At least, who’d employ one if they are using the new standard contract, SFA/99? It unreasonably limits an architect’s liabilities and weighs down a client with onerous obligations.

Architects are important within the construction business. Often, they do a fine and important job. However, the new architects’ standard contract, called SFA/99, does no credit to the profession.

The standard form is divided between articles of agreement, schedules and conditions of engagement. The list of services that are not to be provided apparently exceeds the list of those that are within the agreed fee. The length of the list of obligations for the client exceeds the list of obligations of the architect by more than 50%. The largest clause (clause 5) is that concerned with the architect’s payment.

The architect’s potential liabilities are grossly and unnecessarily limited. Clause 7.3 seeks to impose a financial limit on the architect’s liability if sued by the client. A further serious limitation is that even if the architect is liable to the client for 100% of the client’s losses, the client’s entitlement to damages is to be reduced to reflect other parties’ contributory responsibility.

Given that a client is likely to have to sue the architect in arbitration and that there is no provision for joining any other responsible parties into arbitration proceedings, this apportionment provision is an unreasonable limitation on clients’ rights. Thus, an architect whose negligent design causes a £1m loss may have its liability reduced to reflect the fact that the contractor failed to warn the client of the negligent design, although the only real responsibility is that of the architect.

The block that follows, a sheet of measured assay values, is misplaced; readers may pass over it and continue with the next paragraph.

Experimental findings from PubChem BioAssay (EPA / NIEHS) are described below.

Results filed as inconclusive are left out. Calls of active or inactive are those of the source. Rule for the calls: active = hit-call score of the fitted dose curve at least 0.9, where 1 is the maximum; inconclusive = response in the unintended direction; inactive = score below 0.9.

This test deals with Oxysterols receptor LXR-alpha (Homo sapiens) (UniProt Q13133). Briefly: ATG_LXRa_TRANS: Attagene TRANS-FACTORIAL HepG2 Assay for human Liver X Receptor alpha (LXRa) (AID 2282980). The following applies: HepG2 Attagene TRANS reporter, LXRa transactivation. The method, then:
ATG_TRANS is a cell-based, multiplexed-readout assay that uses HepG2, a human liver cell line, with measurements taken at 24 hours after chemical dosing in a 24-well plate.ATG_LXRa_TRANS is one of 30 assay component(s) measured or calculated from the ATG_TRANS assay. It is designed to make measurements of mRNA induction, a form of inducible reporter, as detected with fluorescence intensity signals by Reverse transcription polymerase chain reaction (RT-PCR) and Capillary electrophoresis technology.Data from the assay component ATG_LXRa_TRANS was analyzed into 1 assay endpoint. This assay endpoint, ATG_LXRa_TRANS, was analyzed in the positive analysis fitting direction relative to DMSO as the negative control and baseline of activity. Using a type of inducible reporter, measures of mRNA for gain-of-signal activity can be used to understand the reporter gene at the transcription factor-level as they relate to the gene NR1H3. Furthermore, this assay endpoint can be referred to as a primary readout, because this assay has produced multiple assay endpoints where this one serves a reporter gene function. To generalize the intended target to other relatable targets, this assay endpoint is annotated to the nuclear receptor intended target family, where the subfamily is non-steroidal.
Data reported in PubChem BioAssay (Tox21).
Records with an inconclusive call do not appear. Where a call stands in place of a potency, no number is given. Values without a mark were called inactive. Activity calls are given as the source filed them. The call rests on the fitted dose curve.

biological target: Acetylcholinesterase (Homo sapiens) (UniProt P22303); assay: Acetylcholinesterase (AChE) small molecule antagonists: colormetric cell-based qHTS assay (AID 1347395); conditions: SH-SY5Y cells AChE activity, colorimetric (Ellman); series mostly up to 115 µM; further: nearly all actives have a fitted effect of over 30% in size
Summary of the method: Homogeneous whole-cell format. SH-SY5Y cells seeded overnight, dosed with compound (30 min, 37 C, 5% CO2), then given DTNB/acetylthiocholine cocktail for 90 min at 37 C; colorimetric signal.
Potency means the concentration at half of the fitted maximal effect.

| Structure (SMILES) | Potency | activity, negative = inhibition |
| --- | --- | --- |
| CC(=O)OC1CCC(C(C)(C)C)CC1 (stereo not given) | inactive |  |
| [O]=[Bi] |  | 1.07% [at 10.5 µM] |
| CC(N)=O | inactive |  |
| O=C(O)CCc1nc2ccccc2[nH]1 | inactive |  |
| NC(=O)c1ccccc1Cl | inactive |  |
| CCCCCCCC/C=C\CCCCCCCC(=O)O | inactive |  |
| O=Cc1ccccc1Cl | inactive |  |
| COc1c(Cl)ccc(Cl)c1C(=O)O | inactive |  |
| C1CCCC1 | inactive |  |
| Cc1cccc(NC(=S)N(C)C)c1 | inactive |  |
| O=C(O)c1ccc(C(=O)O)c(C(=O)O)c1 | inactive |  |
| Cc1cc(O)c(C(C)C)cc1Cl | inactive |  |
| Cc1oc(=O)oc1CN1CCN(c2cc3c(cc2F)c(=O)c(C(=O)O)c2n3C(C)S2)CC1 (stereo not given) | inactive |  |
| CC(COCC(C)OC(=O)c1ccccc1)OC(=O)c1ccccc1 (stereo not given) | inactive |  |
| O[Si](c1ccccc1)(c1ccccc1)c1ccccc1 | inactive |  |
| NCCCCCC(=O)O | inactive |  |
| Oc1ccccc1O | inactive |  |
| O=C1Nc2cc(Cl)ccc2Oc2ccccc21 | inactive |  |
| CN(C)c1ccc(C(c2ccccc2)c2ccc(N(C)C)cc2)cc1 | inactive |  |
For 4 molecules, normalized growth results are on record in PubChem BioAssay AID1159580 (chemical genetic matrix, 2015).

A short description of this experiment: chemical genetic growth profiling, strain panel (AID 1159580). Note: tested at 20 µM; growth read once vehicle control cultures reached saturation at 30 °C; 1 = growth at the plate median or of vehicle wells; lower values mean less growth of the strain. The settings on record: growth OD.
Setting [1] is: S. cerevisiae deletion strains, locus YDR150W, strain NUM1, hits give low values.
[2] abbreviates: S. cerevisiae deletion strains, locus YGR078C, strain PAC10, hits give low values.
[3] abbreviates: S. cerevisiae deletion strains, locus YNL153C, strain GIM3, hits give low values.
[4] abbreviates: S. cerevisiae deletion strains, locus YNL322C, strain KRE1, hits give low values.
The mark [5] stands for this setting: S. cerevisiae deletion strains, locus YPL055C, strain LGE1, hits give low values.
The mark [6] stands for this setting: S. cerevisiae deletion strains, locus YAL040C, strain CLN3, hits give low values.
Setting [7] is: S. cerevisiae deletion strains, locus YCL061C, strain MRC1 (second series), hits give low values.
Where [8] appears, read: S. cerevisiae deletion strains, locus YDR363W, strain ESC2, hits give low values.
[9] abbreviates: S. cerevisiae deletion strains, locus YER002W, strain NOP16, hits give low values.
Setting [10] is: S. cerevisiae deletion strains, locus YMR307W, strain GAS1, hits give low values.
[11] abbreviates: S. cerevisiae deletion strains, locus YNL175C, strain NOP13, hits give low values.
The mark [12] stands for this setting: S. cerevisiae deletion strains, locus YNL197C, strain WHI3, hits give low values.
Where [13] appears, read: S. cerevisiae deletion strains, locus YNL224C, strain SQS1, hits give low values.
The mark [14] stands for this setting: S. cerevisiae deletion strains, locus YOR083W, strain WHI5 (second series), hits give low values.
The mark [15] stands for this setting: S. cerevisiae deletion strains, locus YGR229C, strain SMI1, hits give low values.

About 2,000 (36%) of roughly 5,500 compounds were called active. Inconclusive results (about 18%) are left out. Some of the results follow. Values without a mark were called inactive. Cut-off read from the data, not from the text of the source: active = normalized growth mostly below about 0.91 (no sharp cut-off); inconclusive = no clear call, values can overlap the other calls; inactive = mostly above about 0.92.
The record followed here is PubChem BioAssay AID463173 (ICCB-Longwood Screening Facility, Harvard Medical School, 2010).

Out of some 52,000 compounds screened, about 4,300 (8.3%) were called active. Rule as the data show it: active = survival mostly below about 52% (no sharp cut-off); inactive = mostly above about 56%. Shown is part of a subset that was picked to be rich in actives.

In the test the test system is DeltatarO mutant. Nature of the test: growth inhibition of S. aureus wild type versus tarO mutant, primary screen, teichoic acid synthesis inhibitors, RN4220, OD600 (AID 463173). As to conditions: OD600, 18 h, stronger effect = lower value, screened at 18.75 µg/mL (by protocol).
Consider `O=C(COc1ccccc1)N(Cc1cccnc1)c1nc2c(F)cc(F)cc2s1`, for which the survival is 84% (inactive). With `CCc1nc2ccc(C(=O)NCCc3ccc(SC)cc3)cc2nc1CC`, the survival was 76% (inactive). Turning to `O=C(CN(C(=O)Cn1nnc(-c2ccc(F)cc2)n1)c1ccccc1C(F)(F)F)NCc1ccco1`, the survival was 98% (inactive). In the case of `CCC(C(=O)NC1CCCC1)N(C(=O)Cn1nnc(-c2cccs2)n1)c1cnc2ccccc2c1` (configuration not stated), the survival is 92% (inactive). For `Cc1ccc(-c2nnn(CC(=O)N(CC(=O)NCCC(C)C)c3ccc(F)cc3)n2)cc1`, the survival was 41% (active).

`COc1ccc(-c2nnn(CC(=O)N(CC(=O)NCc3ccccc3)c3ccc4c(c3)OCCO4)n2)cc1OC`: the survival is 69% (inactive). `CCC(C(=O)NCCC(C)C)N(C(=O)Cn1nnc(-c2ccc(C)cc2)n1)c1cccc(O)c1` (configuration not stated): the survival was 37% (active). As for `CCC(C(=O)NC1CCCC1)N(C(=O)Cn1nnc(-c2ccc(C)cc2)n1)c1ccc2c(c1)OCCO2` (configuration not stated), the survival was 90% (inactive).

An extraordinary obligation imposed on the client is to “ensure” that other people engaged in connection with the project “when requested by the architect, consider and comment on the work of the architect in relation to their own work so that the architect may consider making any necessary change to his work”. This means the client guarantees that the architect’s work, say, of design may have to be checked by, say, the structural engineer. If the “checker” fails to pick up an obvious deficiency in the architect’s work, clause 3.11 makes that the fault of the client.

A penal rate of interest is applied (8% over base rate) for late payments and even if the client legitimately terminates the contract, the architect is paid expenses and costs

It is in the field of payment entitlements to the architect that this form of contract excels itself. Rather like the begging builder, everything seems to be an “extra”. The architect is entitled to additional fees if he is involved in any extra work or incurs any extra expense “for reasons beyond his control”. This would apply even if those “reasons” were wholly foreseeable or foreseen at the time the architect entered into the contract.

A non-exhaustive list of “reasons” is given; one of these is an entitlement to additional payment where “the nature of the project requires that substantial parts of the design cannot be completed or must be specified provisionally or approximately before construction commences”. One would have thought this should be allowed for within the agreed fee, except where the “nature of the project” has changed.

The clients may not withhold payment even if the architect has substantially failed to carry out its job properly; the only exceptions are where a judgment or award is eventually made against the architect, or in the unlikely event that the architect agrees there can be a set-off.

A wholly penal rate of interest is to be applied (8% over the Bank of England base rate) for any late payments. Finally, even if the client legitimately terminates the architect’s contract, the architect is to be paid expenses and costs incurred in consequence.